the iodine number occurring in the acid concentration range 60– 85% H3PO4 and the handling difficulties of the most concentrated commercial phosphoric acid (85% H3PO4 in weight) owing especially to its high viscosity, a concentration of 60% H3PO4 seems to be the most suitable for the development of the best iodine number and, consequently, to the best development of microporous structure. Contrary to iodine number, methylene blue is one of the most widely recognized probe molecules for assessing the removal capacity of the specific carbon for moderate-size pollutant molecules via its macroporosity (1.5 nm) [26]. The effect of temperature on methylene blue number is shown in Fig. 3. It was noticed that, as the pyrolysis temperature increases from 350 to 450 8C the quantity of methylene blue adsorbed begins to increase. Beyond 450 8C a decrease on this quantity was noticed. Thus, keeping the pyrolysis temperature at around 450 8C leads to a better development of the sorbent porosity. Note that this result is in agreement with those reported in several papers dealing with activation of other agricultural materials (woods, coconut shell, grain sorghum) with H3PO4 [26,40–42]. The above results show that the most efficient activated carbon is that obtained under the following optimal conditions: an acid concentration equal to 60% in weight, an impregnation ratio of 1.75 and a pyrolysis temperature of 450 8C. It is to note that results obtained when studying the effect of each parameter (acid concentration, impregnation ratio and pyrolysis temperature) on the whole considered properties, namely iodine and methylene blue numbers and specific area (results not shown), lead to the same optimal conditions.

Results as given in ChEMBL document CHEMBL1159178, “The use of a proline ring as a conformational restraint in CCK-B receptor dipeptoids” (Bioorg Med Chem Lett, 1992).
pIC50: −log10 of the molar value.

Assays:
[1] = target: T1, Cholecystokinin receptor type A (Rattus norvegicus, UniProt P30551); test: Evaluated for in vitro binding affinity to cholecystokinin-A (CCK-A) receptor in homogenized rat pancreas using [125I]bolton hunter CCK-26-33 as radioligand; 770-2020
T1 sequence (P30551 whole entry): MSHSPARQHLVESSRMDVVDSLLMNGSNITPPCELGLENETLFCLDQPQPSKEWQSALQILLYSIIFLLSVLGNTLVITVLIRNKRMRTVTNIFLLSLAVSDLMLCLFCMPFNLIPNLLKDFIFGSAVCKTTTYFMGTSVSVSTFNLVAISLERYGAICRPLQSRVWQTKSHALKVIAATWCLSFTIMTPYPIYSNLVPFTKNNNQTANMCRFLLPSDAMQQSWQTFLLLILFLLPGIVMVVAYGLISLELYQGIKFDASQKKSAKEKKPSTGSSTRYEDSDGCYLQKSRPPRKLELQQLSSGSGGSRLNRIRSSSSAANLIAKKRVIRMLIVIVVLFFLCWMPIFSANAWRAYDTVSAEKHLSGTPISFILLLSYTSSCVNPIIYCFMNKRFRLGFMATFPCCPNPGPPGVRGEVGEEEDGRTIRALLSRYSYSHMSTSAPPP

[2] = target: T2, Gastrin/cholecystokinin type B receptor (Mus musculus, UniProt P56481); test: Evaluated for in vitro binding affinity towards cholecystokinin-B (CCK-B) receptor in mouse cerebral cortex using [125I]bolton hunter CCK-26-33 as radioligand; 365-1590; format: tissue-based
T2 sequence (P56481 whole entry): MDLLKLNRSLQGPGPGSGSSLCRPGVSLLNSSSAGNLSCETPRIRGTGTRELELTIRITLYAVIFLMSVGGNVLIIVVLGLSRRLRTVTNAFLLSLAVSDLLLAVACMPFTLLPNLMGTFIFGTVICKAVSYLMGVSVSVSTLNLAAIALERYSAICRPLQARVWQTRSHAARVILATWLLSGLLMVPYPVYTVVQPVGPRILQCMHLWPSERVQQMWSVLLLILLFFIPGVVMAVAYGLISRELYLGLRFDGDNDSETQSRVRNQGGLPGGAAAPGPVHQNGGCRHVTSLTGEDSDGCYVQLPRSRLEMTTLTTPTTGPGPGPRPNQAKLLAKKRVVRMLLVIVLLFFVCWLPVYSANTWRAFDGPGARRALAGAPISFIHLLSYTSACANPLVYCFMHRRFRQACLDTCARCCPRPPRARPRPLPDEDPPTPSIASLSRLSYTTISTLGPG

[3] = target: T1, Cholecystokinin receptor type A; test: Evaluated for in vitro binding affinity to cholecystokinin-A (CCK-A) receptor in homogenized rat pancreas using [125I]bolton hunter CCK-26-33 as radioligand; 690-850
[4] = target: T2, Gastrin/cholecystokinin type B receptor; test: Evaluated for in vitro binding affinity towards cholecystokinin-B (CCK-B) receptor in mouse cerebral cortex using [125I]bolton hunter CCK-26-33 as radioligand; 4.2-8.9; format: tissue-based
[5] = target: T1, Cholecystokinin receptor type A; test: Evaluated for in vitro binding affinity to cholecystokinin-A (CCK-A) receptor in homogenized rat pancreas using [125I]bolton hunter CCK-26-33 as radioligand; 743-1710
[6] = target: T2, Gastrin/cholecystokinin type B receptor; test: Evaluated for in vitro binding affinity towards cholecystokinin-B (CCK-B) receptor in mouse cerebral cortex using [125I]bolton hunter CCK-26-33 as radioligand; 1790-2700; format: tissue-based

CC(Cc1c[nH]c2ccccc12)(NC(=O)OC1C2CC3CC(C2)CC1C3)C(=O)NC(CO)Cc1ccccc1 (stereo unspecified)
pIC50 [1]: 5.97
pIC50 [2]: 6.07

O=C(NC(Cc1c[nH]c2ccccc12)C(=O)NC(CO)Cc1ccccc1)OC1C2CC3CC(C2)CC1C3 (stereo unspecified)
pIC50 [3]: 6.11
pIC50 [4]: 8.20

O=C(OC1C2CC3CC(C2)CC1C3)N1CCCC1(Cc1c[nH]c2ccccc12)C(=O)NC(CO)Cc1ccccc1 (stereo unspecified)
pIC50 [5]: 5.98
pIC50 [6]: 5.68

Methylene blue(mg/g)

In this work, the efficiency and the quality of the produced activated carbon from date stones were characterized by measuring the iodine and the methylene blue numbers. These characteristics were plotted and analyzed for the variables of activation temperature, impregnation ratio and acid concentration of the date stones to find the optimum conditions at which the iodine number and the methylene blue of the activated carbon is obtained. Figs. 1–3 illustrate the effect of the impregnation ratio, acid concentration and temperature on the iodine and the methylene blue numbers of the prepared activated carbon. Fig. 1 shows the effect of changing the impregnation ratio on the iodine number. The highest iodine number was obtained at an impregnation ratio of 1.75. At a value more or less than 1.75, the iodine number decreased. Therefore, 1.75 is the suitable impregnation ratio value leading to the best iodine number and, consequently, to the best development of microporous structure. The effect of acid concentration on the iodine number is shown in Fig. 2. As it can be seen from this figure, the iodine number increases rapidly with an increase of acid concentration from 25% to 60% H3PO4 while it increases slightly with acid concentration higher than 60% H3PO4. Taking into account this slight increase of

600 Iodine number(mg/g)


300 250 200 150 100 50 0 200






Temperature (°C) Fig. 1. Effect of impregnation ratio on the iodine number (H3PO4 concentration: 60%; pyrolysis temperature: 450 8C; pyrolysis duration: 2 h).

Fig. 3. Effect of temperature on methylene blue number (H3PO4 concentration: 60%; impregnation ratio: 1.75; pyrolysis duration: 2 h).

F. Bouhamed et al. / Journal of the Taiwan Institute of Chemical Engineers 43 (2012) 741–749